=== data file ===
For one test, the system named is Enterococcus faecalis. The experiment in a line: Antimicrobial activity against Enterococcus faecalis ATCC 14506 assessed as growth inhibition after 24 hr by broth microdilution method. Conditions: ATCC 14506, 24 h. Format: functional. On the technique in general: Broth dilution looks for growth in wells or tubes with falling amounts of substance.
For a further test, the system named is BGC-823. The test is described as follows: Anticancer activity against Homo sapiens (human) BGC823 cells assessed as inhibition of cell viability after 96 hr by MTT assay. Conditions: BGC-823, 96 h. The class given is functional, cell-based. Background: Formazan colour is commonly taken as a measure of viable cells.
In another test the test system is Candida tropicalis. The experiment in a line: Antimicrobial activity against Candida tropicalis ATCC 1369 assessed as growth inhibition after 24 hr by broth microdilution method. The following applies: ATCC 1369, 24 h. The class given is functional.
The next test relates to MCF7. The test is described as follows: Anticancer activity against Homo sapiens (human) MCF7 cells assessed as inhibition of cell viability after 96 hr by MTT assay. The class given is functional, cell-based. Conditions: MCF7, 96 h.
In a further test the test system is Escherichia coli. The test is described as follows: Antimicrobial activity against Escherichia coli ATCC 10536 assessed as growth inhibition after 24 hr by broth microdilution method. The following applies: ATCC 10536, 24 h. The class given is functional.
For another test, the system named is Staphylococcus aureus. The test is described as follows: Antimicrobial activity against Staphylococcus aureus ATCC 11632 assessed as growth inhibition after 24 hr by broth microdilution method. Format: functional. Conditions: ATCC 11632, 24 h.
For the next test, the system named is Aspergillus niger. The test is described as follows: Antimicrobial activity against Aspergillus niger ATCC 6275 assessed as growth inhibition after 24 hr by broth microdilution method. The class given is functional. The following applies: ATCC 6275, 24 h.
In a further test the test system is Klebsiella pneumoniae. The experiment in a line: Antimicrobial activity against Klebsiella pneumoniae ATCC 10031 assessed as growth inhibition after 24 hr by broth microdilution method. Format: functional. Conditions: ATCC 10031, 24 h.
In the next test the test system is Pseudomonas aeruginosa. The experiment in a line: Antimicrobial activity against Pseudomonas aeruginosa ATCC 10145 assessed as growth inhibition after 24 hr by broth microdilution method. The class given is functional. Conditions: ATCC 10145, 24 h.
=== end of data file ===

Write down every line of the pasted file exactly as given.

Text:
For one test, the system named is Enterococcus faecalis. The experiment in a line: Antimicrobial activity against Enterococcus faecalis ATCC 14506 assessed as growth inhibition after 24 hr by broth microdilution method. Conditions: ATCC 14506, 24 h. Format: functional. On the technique in general: Broth dilution looks for growth in wells or tubes with falling amounts of substance.
For a further test, the system named is BGC-823. The test is described as follows: Anticancer activity against Homo sapiens (human) BGC823 cells assessed as inhibition of cell viability after 96 hr by MTT assay. Conditions: BGC-823, 96 h. The class given is functional, cell-based. Background: Formazan colour is commonly taken as a measure of viable cells.
In another test the test system is Candida tropicalis. The experiment in a line: Antimicrobial activity against Candida tropicalis ATCC 1369 assessed as growth inhibition after 24 hr by broth microdilution method. The following applies: ATCC 1369, 24 h. The class given is functional.
The next test relates to MCF7. The test is described as follows: Anticancer activity against Homo sapiens (human) MCF7 cells assessed as inhibition of cell viability after 96 hr by MTT assay. The class given is functional, cell-based. Conditions: MCF7, 96 h.
In a further test the test system is Escherichia coli. The test is described as follows: Antimicrobial activity against Escherichia coli ATCC 10536 assessed as growth inhibition after 24 hr by broth microdilution method. The following applies: ATCC 10536, 24 h. The class given is functional.
For another test, the system named is Staphylococcus aureus. The test is described as follows: Antimicrobial activity against Staphylococcus aureus ATCC 11632 assessed as growth inhibition after 24 hr by broth microdilution method. Format: functional. Conditions: ATCC 11632, 24 h.
For the next test, the system named is Aspergillus niger. The test is described as follows: Antimicrobial activity against Aspergillus niger ATCC 6275 assessed as growth inhibition after 24 hr by broth microdilution method. The class given is functional. The following applies: ATCC 6275, 24 h.
In a further test the test system is Klebsiella pneumoniae. The experiment in a line: Antimicrobial activity against Klebsiella pneumoniae ATCC 10031 assessed as growth inhibition after 24 hr by broth microdilution method. Format: functional. Conditions: ATCC 10031, 24 h.
In the next test the test system is Pseudomonas aeruginosa. The experiment in a line: Antimicrobial activity against Pseudomonas aeruginosa ATCC 10145 assessed as growth inhibition after 24 hr by broth microdilution method. The class given is functional. Conditions: ATCC 10145, 24 h.